Republican lawmakers and veterans’ groups are calling for an investigation and open congressional hearings into how the Biden administration conducted its withdrawal of U.S. troops and evacuation of American citizens and Afghan allies from Afghanistan in 2021.
The eight GOP lawmakers on the House Foreign Affairs Committee’s Subcommittee on Asia, the Pacific, Central Asia, and Nonproliferation are calling for “a thorough investigation into President Biden’s bungled withdrawal of U.S. forces from the country,” according to a letter obtained by NBC News. The letter is addressed to the chair of the Foreign Affairs Committee, Rep. Gregory Meeks, D-Fla.
The Republican members of the subcommittee, which has jurisdiction over Afghanistan, argue that the State Department did not establish a procedure to evacuate Americans in Afghanistan, and instead relied on “informal networks of veterans, congressional staffers, and NGOs to do its job of coordinating with American citizens and Afghans on the ground.”
“There remain significant unanswered questions regarding the planning, intelligence, decision making, interagency coordination, aftermath, and consequences of the withdrawal,” they wrote. “But one thing is clear, the administration’s talking point that they did the best they could with what they had is transparently false.”
Eighteen veterans’ groups are joining the call for an investigation and open hearings with testimony from Biden administration officials. Led by the Special Operations Association of America (SOAA), the groups penned a letter to Meeks and to Rep. Michael McCaul, R-Texas, ranking member of the Foreign Affairs Committee, on Thursday, saying the public “deserve[s] a transparent and robust investigation into the decision to withdraw from Afghanistan,” and “the instability that ensued as a result.” Several groups involved in evacuating people from Afghanistan co-signed the letter, including Task Force Pineapple, Project Exodus Relief and Task Force Argo.
“The American people deserve answers about what happened in Afghanistan,” they wrote.
The CEO of SOAA said it is time to investigate the chaotic withdrawal.
“During the NEO (Noncombatant Evacuation Operations) and the months after it was the right call to focus on helping as many vetted Afghans as possible, as thousands were being actively hunted by the [Taliban],” Daniel Elkins said in an email to NBC News. “However, now is the time to start asking questions to ensure the events of last year never happen again.”
McCaul agrees on the need for open hearings. He sent his own letter to Deputy Secretary of State for Management and Resources Brian McKeon Thursday asking the State Department to participate in open and unclassified briefings and hearings.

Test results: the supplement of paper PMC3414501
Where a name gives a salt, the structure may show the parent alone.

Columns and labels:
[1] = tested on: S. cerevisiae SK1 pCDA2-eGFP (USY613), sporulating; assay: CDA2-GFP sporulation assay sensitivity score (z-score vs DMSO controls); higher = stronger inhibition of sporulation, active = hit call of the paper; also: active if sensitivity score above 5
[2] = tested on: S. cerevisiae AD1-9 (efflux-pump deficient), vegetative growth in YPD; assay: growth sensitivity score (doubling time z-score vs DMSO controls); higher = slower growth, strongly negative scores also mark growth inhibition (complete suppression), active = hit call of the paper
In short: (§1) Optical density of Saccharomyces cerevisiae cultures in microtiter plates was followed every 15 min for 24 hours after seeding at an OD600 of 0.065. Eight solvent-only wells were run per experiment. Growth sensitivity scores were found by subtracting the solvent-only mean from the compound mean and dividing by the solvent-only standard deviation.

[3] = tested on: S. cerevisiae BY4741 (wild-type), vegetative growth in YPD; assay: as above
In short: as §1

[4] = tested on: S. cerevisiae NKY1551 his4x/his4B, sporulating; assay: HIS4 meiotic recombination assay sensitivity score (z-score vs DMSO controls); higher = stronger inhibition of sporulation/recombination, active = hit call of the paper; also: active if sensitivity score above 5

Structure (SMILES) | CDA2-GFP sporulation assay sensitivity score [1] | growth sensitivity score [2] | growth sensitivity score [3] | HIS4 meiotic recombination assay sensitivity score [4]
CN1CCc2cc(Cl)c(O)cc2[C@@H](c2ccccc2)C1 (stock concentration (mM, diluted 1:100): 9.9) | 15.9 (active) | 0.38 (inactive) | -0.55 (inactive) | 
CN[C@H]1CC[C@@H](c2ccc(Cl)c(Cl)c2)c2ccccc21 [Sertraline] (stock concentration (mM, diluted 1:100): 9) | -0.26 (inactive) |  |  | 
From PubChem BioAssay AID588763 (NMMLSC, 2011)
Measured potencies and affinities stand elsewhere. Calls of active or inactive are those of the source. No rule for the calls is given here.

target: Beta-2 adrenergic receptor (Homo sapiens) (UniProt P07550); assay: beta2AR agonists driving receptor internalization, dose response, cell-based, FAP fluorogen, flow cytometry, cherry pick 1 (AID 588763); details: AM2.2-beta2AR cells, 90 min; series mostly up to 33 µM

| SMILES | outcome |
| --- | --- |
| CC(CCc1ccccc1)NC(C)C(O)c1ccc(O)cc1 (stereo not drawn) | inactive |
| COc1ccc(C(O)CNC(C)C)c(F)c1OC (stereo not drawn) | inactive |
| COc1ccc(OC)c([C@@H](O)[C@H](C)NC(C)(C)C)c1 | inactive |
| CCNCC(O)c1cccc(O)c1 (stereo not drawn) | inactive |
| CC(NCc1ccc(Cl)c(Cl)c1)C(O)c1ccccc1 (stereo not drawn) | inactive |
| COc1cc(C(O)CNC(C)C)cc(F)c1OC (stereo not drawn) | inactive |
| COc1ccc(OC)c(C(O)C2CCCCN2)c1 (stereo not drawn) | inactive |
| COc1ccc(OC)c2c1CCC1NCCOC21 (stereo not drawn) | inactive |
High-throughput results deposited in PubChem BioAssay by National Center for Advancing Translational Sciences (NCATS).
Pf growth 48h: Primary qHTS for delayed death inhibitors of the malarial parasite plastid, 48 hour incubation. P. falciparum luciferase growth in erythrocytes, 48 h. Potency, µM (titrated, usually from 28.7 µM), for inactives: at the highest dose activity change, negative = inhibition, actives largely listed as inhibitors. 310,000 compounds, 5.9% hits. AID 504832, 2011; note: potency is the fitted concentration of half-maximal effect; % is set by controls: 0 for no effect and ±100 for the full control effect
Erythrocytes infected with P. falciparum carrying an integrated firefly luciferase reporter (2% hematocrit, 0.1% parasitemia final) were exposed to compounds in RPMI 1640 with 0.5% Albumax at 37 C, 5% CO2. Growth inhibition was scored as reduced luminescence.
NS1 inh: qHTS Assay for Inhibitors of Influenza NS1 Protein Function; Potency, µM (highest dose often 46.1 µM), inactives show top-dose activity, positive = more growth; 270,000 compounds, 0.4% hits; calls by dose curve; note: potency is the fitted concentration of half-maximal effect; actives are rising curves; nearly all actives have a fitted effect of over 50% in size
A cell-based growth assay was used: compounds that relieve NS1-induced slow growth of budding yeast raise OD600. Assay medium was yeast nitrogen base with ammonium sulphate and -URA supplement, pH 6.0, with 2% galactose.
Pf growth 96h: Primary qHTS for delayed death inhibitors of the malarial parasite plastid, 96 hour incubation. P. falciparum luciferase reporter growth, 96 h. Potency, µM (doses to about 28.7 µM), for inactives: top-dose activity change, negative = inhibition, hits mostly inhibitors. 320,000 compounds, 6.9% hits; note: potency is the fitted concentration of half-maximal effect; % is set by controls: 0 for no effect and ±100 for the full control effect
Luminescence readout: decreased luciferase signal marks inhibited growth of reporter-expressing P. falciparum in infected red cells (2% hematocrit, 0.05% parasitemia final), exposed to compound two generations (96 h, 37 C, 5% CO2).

McKeon and other State Department officials conducted a closed-door, classified briefing on Afghanistan policy for the Foreign Affairs Committee on June 15. McCaul is now asking for some of the unclassified content to be made public.
“Having participated in this classified briefing, you are aware that the majority of the discussion was unclassified. As a result, and to reiterate the specific requests of members in attendance, I seek to have the five unclassified opening statements provided to all HFAC members,” McCaul wrote.
The House Foreign Affairs Committee has oversight over the State Department.
In a statement, a House Foreign Affairs Committee spokesperson said, “The committee has held several briefings and hearings that have touched on Afghanistan since the August withdrawal at both the member and staff level. This includes a member-level briefing just last week with five senior-level State Department officials, which unfortunately many of the signatories of that letter failed to attend. The committee has also been appreciative of the department’s cooperation and responsiveness to our requests for information on Afghanistan, a noticeable departure from the previous administration.”
There are still about 300 American citizens in Afghanistan, according to State Department figures. The State Department says more than 80 of them are actively trying to leave the country.
The State Department has received more than 67,500 applications for Special Immigrant Visas (SIVs) and about 9,000 applicants have been approved by the U.S. chief of mission but have not left Afghanistan.
About 47,000 Afghans who have already left Afghanistan have applied for U.S. humanitarian parolee status, but of those 5,400 have been denied and only about 300 have been approved.
The State Department did not immediately respond to a request for comment.
Courtney Kube is a correspondent covering national security and the military for the NBC News Investigative Unit.